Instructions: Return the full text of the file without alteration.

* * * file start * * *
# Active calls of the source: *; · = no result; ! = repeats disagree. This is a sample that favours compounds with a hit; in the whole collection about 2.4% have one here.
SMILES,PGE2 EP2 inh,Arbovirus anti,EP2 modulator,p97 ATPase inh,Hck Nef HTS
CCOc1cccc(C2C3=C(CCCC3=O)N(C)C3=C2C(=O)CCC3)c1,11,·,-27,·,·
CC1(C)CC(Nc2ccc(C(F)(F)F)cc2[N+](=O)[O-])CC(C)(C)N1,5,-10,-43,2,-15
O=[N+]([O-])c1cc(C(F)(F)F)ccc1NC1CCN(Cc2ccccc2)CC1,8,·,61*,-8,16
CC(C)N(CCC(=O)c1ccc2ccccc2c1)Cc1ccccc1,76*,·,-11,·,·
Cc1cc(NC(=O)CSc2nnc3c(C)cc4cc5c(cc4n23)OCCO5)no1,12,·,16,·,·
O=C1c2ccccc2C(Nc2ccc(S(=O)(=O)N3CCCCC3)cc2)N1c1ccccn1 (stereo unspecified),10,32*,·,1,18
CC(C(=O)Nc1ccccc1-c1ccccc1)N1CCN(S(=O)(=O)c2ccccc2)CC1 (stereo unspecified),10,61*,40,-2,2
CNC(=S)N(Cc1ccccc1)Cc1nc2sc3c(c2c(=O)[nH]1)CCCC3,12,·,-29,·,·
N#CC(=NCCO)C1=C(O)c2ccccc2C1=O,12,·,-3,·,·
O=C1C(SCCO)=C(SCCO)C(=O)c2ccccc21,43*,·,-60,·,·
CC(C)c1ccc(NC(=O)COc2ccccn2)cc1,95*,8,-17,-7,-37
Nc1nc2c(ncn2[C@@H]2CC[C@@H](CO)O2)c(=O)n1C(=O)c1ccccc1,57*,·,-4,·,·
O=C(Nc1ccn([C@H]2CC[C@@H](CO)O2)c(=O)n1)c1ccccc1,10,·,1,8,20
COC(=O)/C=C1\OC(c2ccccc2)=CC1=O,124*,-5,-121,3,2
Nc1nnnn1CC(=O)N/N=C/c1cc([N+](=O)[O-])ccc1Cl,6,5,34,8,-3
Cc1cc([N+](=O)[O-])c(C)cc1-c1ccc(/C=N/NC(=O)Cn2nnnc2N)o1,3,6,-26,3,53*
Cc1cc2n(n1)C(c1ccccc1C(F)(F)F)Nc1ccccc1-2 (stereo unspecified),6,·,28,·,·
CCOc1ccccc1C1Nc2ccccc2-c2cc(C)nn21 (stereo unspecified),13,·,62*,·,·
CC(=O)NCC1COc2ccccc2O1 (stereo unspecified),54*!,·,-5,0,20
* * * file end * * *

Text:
# Active calls of the source: *; · = no result; ! = repeats disagree. This is a sample that favours compounds with a hit; in the whole collection about 2.4% have one here.
SMILES,PGE2 EP2 inh,Arbovirus anti,EP2 modulator,p97 ATPase inh,Hck Nef HTS
CCOc1cccc(C2C3=C(CCCC3=O)N(C)C3=C2C(=O)CCC3)c1,11,·,-27,·,·
CC1(C)CC(Nc2ccc(C(F)(F)F)cc2[N+](=O)[O-])CC(C)(C)N1,5,-10,-43,2,-15
O=[N+]([O-])c1cc(C(F)(F)F)ccc1NC1CCN(Cc2ccccc2)CC1,8,·,61*,-8,16
CC(C)N(CCC(=O)c1ccc2ccccc2c1)Cc1ccccc1,76*,·,-11,·,·
Cc1cc(NC(=O)CSc2nnc3c(C)cc4cc5c(cc4n23)OCCO5)no1,12,·,16,·,·
O=C1c2ccccc2C(Nc2ccc(S(=O)(=O)N3CCCCC3)cc2)N1c1ccccn1 (stereo unspecified),10,32*,·,1,18
CC(C(=O)Nc1ccccc1-c1ccccc1)N1CCN(S(=O)(=O)c2ccccc2)CC1 (stereo unspecified),10,61*,40,-2,2
CNC(=S)N(Cc1ccccc1)Cc1nc2sc3c(c2c(=O)[nH]1)CCCC3,12,·,-29,·,·
N#CC(=NCCO)C1=C(O)c2ccccc2C1=O,12,·,-3,·,·
O=C1C(SCCO)=C(SCCO)C(=O)c2ccccc21,43*,·,-60,·,·
CC(C)c1ccc(NC(=O)COc2ccccn2)cc1,95*,8,-17,-7,-37
Nc1nc2c(ncn2[C@@H]2CC[C@@H](CO)O2)c(=O)n1C(=O)c1ccccc1,57*,·,-4,·,·
O=C(Nc1ccn([C@H]2CC[C@@H](CO)O2)c(=O)n1)c1ccccc1,10,·,1,8,20
COC(=O)/C=C1\OC(c2ccccc2)=CC1=O,124*,-5,-121,3,2
Nc1nnnn1CC(=O)N/N=C/c1cc([N+](=O)[O-])ccc1Cl,6,5,34,8,-3
Cc1cc([N+](=O)[O-])c(C)cc1-c1ccc(/C=N/NC(=O)Cn2nnnc2N)o1,3,6,-26,3,53*
Cc1cc2n(n1)C(c1ccccc1C(F)(F)F)Nc1ccccc1-2 (stereo unspecified),6,·,28,·,·
CCOc1ccccc1C1Nc2ccccc2-c2cc(C)nn21 (stereo unspecified),13,·,62*,·,·
CC(=O)NCC1COc2ccccc2O1 (stereo unspecified),54*!,·,-5,0,20